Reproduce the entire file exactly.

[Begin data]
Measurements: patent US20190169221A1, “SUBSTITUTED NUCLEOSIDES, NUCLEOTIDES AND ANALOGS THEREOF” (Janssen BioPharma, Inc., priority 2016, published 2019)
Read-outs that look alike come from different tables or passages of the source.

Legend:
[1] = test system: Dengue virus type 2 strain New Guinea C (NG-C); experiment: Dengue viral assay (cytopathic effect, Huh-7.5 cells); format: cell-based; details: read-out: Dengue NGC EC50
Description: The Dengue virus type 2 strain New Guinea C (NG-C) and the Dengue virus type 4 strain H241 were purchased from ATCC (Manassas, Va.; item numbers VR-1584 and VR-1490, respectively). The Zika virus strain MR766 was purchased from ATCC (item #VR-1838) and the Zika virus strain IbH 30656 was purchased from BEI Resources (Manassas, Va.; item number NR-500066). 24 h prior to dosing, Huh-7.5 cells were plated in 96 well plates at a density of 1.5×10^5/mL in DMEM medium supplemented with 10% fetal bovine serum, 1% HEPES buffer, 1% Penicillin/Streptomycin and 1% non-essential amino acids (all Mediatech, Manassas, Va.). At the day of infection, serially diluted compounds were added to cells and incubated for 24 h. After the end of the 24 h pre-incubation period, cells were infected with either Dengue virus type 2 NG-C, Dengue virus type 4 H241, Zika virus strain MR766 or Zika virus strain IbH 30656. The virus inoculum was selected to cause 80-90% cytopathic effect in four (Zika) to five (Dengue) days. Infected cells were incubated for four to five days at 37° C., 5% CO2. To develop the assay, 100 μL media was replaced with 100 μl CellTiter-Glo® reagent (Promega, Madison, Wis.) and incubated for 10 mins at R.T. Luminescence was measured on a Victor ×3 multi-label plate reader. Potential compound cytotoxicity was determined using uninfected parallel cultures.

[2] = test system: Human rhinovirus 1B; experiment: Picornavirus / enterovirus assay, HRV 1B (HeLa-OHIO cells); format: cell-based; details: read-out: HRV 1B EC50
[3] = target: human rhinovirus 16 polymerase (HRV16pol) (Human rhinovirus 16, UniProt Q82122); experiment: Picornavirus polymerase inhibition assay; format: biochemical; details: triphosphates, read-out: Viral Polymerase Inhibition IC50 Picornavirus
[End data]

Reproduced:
Measurements: patent US20190169221A1, “SUBSTITUTED NUCLEOSIDES, NUCLEOTIDES AND ANALOGS THEREOF” (Janssen BioPharma, Inc., priority 2016, published 2019)
Read-outs that look alike come from different tables or passages of the source.

Legend:
[1] = test system: Dengue virus type 2 strain New Guinea C (NG-C); experiment: Dengue viral assay (cytopathic effect, Huh-7.5 cells); format: cell-based; details: read-out: Dengue NGC EC50
Description: The Dengue virus type 2 strain New Guinea C (NG-C) and the Dengue virus type 4 strain H241 were purchased from ATCC (Manassas, Va.; item numbers VR-1584 and VR-1490, respectively). The Zika virus strain MR766 was purchased from ATCC (item #VR-1838) and the Zika virus strain IbH 30656 was purchased from BEI Resources (Manassas, Va.; item number NR-500066). 24 h prior to dosing, Huh-7.5 cells were plated in 96 well plates at a density of 1.5×10^5/mL in DMEM medium supplemented with 10% fetal bovine serum, 1% HEPES buffer, 1% Penicillin/Streptomycin and 1% non-essential amino acids (all Mediatech, Manassas, Va.). At the day of infection, serially diluted compounds were added to cells and incubated for 24 h. After the end of the 24 h pre-incubation period, cells were infected with either Dengue virus type 2 NG-C, Dengue virus type 4 H241, Zika virus strain MR766 or Zika virus strain IbH 30656. The virus inoculum was selected to cause 80-90% cytopathic effect in four (Zika) to five (Dengue) days. Infected cells were incubated for four to five days at 37° C., 5% CO2. To develop the assay, 100 μL media was replaced with 100 μl CellTiter-Glo® reagent (Promega, Madison, Wis.) and incubated for 10 mins at R.T. Luminescence was measured on a Victor ×3 multi-label plate reader. Potential compound cytotoxicity was determined using uninfected parallel cultures.

[2] = test system: Human rhinovirus 1B; experiment: Picornavirus / enterovirus assay, HRV 1B (HeLa-OHIO cells); format: cell-based; details: read-out: HRV 1B EC50
[3] = target: human rhinovirus 16 polymerase (HRV16pol) (Human rhinovirus 16, UniProt Q82122); experiment: Picornavirus polymerase inhibition assay; format: biochemical; details: triphosphates, read-out: Viral Polymerase Inhibition IC50 Picornavirus